It has rarely felt so enticing to look ahead. Carpe diem and all that, but aren’t we all hopeful that the future will be a little more varied than today’s Covid-19 routines. It is therefore time to look forward! We have been informed about the RQ20 report in small chunks for almost six months, but now we have been able to enjoy both the substantial final printed report and the digital “RQ20 Report Launch Webinar”. So, what happens now? It is time to look ahead.
Of course, the aim of RQ20 is to assist self-help and the conclusions of the RQ20 report will influence the work of the Management Council in the spring. Your heads of department have been tasked to critically and self-critically account for the conclusions of the subject-specific panels. The panels give us an external perspective on our activities and this has a special value. It does not necessarily provide any objective truth, but it does give us something new. It is important that we use the conclusions to form our own opinion of where we stand and what can be improved.
I have also asked the heads of department to take a position on the conclusions of the transversal panels. Management, organisation, recruitment, external engagement and strategic research areas have all been subject to an evaluation and there is rich material from this to work on. We need to discuss the relationship between line management and collegiality, the pros and cons of hierarchical versus flat organisations, how we allocate funds for infrastructure and recruitment, and not least how we are organised in departments and divisions. Our faculty is a product of conscious decisions but also a development beyond our control. Change provides an opportunity to remake and do things differently, but it costs time, money and work, so we shall effect changes at a sustainable rate with a reflective but forward-looking approach.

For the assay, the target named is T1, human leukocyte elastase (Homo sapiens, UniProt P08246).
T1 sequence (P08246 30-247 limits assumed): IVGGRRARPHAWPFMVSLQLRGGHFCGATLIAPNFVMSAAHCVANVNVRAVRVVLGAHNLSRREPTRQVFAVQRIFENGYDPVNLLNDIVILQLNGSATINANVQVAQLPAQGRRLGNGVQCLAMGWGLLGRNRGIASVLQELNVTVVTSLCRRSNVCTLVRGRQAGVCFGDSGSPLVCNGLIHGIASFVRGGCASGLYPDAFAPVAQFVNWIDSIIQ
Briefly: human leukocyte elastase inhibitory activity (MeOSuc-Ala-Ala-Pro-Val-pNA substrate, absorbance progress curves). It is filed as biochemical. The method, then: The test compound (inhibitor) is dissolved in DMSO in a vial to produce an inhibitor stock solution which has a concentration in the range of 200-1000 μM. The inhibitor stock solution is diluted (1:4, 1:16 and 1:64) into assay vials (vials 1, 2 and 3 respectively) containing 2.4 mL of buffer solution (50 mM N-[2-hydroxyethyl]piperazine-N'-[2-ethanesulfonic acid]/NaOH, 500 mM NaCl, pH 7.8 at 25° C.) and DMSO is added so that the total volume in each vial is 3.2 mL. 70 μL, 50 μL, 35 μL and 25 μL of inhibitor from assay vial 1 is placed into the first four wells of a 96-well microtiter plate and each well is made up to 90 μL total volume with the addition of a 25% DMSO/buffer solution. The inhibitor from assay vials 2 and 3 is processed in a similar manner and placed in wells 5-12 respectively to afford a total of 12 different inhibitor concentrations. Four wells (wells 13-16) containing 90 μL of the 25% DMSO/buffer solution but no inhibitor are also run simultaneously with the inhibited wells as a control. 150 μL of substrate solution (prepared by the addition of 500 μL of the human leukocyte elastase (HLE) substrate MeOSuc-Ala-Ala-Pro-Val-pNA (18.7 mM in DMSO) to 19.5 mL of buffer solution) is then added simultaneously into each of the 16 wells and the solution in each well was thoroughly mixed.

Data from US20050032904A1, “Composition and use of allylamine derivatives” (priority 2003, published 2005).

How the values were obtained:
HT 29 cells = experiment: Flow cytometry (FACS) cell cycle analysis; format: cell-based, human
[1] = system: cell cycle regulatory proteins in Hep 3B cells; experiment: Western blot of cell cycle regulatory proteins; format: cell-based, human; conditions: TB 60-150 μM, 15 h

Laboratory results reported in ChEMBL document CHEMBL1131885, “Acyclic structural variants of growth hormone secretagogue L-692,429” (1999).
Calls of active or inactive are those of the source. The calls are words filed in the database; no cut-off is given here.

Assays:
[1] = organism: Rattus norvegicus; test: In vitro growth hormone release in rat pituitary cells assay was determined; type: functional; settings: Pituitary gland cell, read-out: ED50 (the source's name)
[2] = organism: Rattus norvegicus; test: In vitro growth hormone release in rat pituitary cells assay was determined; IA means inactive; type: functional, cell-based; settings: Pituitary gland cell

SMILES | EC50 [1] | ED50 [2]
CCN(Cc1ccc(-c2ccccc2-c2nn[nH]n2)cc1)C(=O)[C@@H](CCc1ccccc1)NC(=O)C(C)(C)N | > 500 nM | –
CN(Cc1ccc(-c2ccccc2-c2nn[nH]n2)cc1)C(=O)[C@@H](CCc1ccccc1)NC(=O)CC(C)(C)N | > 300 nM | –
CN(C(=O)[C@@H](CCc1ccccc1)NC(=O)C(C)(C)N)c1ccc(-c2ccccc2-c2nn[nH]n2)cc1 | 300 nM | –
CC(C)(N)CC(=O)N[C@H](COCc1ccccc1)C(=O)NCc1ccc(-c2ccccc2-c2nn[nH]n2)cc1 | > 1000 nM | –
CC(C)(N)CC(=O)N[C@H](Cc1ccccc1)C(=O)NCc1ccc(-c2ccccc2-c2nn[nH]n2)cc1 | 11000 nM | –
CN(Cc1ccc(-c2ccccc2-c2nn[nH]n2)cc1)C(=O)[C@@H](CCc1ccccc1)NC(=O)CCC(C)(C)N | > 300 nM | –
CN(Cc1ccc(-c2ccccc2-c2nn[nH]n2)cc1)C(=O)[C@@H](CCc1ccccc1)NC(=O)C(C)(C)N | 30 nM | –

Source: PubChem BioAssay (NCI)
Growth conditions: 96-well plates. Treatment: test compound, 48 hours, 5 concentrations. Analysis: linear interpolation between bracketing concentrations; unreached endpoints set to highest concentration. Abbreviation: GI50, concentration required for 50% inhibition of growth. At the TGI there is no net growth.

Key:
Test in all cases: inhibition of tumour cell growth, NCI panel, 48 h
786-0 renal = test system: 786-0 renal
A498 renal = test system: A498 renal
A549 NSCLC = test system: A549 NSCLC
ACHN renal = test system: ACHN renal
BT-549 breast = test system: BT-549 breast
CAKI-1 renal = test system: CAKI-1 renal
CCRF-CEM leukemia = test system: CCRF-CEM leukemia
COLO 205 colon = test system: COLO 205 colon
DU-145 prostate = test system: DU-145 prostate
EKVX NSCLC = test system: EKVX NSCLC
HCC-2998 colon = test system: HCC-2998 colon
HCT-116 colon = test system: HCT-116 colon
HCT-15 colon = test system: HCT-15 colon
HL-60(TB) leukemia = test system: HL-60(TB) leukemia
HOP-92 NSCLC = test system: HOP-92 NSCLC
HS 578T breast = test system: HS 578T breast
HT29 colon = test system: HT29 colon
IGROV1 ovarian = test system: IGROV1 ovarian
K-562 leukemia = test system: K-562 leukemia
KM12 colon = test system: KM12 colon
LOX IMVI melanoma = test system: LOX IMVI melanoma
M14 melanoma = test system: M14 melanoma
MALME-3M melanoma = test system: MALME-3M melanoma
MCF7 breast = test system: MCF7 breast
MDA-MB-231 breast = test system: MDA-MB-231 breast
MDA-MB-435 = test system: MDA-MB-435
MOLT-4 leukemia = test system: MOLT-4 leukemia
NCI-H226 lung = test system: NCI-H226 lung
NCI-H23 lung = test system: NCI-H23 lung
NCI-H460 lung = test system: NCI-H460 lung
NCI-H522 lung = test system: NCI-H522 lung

There are also other things that give us reason to look forward. After just over a year in the grip of Covid-19, we can start to anticipate that a turning point will come. The spring of 2021 has hardly been better than the spring of 2020 but perhaps autumn 2021 may be better than autumn 2020. We will soon build a new normality together. It will look different to how things are now as well as how things were before. We need to look forward and think about what the situation will be like, how we want it to be and what is needed to take us there.
On April 7, the Faculty Board talked about campus development. When the establishment of activities in Brunnshög picks up speed there will be new opportunities at Sölvegatan. It is time to look ahead to that. The work on Brunnshög is only a part of our campus development. There are major changes in front of us and now it is a matter of making the best of them. The reports from RQ20 give us no ready answers, but new ideas. The explosion in remote working during the pandemic has been a challenge, but also gives us impetus. The campus development work made possible in connection with the establishment of activities in Brunnshög is no guarantee of renewal, but a chance we must have the courage to take. Overall, our opportunities to redo and renew have not been so great for a very long time. It has rarely felt so enticing to look ahead!
Sven Lidin, dean